The following is part two of our two-part series on pain management without the use of opioids. Part one covered what chronic pain is and the importance of managing pain in a variety of ways.
Pain is multidimensional and caused by many factors. The below treatments are part of 10 ways to reduce pain without opioids (read the first five here), and can yield successful pain reduction. It may be a combination of several therapies that will ultimately provide relief.
- Acupuncture. Acupuncture is a form of traditional Chinese medicine that is commonly used for treatment of pain by inserting ultra-thin, flexible needles into the skin in places where nerves enter muscle, at the midpoint of a muscle, or where muscle connects to bone. “Acupuncture can play a complementary role in reducing pain symptoms,” says Diana Ferdana, nurse practitioner, who treats patients with acupuncture at The Polyclinic.
- Trigger point injections. Another form of pain management is an injection into a specific site if the pain source is concentrated in the muscle or a set of muscles containing tender trigger points. Called a trigger point injection, it may contain a numbing agent such as lidocaine, and renders the trigger point inactive, relieving the pain. Trigger point injections can resolve pain permanently or require ongoing therapy with repeated injections.
- Ultrasound-guided injections. After determining the most likely cause of pain, your provider may suggest an ultrasound-guided injection. This treatment is an injection into the sac-like cavity between tissue where friction takes place with corticosteroid. It can often relieve the pain caused by inflammation resulting from muscle weaknesses or osteoarthritis. If your pain is caused by an unhealthy tendon, your provider may recommend treating your pain with Platelet Rich Plasma (PRP) or Dry Needling. These procedures direct your body’s own growth factors and inflammatory mediators to the poorly functioning tendon.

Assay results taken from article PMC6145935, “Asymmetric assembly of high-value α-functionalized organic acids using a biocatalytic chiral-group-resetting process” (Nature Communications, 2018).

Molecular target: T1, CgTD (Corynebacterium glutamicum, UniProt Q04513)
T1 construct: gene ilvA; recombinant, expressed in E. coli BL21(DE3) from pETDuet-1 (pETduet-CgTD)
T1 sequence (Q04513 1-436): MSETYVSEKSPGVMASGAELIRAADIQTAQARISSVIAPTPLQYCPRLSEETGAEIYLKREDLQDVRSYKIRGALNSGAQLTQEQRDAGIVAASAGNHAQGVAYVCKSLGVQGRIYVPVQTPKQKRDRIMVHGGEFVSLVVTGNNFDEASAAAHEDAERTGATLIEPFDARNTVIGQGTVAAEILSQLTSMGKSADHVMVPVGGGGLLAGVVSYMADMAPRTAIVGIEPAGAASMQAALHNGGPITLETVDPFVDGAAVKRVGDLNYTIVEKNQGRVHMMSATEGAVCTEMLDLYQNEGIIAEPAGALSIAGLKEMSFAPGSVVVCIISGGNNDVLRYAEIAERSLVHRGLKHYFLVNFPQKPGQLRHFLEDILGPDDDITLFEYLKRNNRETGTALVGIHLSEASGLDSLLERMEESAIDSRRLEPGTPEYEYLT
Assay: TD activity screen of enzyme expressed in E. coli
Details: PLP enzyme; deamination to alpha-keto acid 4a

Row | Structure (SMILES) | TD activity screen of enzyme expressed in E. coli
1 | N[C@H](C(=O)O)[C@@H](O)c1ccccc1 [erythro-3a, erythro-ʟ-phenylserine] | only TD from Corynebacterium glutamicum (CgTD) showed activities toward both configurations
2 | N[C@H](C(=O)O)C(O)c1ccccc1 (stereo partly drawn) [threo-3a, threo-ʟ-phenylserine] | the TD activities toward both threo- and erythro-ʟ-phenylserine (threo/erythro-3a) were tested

- Epidural steroid injections.Epidural steroid injections are often effective treating radiating pain, such as neck pain that radiates to arms or lower back pain extending into the legs. A steroid injection goes into joint space or between vertebrate, and reduces the inflammation causing the pain. A single injection can result in long-term—sometimes permanent—relief.
- Radiofrequency nerve ablation (RFA). Another effective treatment for localized neck and lower back pain is radiofrequency nerve ablation. This non-surgical treatment can target pain originating from the facet joints by using electrical current. Dr. Pearl Ren uses electrical currents produced by radio waves to burn off branches of targeted spinal nerves causing pain in the neck or low back. The nerves grow back after the procedure but patients are often pain free for up to three years.
The Polyclinic’s Muskuloskeletal Department on the fourth floor of Madison Center includes providers from related specialties in Orthopedics, Sports Medicine, Physical Medicine, Physical Therapy, Podiatry, and Rheumatology, who often work together to help patients better manage pain.
- Part One: Reducing Chronic Pain Without Opioid Pain Medication
- The Polyclinic's Acupuncture program
- The Polyclinic Orthopedics department
- The Polyclinic Physical Therapy department
- The Polyclinic Sports & Performance Medicine department
- The Polyclinic Physical Medicine and Rehabilitation department
- STOMP Pain Management Guide
- COPE for Chronic Pain Program
- Institute of Medicine of The National Academies